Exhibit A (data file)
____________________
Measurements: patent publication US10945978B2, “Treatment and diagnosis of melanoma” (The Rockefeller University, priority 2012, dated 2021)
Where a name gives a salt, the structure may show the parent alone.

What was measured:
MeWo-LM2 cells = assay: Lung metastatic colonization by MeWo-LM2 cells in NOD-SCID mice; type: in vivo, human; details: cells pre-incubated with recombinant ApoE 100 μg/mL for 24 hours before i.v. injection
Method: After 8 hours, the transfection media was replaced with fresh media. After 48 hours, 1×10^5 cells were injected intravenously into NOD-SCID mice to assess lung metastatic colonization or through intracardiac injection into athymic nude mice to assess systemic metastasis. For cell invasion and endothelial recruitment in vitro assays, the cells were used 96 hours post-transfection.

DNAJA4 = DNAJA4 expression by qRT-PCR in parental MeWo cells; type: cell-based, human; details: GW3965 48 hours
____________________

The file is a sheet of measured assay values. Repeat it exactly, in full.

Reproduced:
Measurements: patent publication US10945978B2, “Treatment and diagnosis of melanoma” (The Rockefeller University, priority 2012, dated 2021)
Where a name gives a salt, the structure may show the parent alone.

What was measured:
MeWo-LM2 cells = assay: Lung metastatic colonization by MeWo-LM2 cells in NOD-SCID mice; type: in vivo, human; details: cells pre-incubated with recombinant ApoE 100 μg/mL for 24 hours before i.v. injection
Method: After 8 hours, the transfection media was replaced with fresh media. After 48 hours, 1×10^5 cells were injected intravenously into NOD-SCID mice to assess lung metastatic colonization or through intracardiac injection into athymic nude mice to assess systemic metastasis. For cell invasion and endothelial recruitment in vitro assays, the cells were used 96 hours post-transfection.

DNAJA4 = DNAJA4 expression by qRT-PCR in parental MeWo cells; type: cell-based, human; details: GW3965 48 hours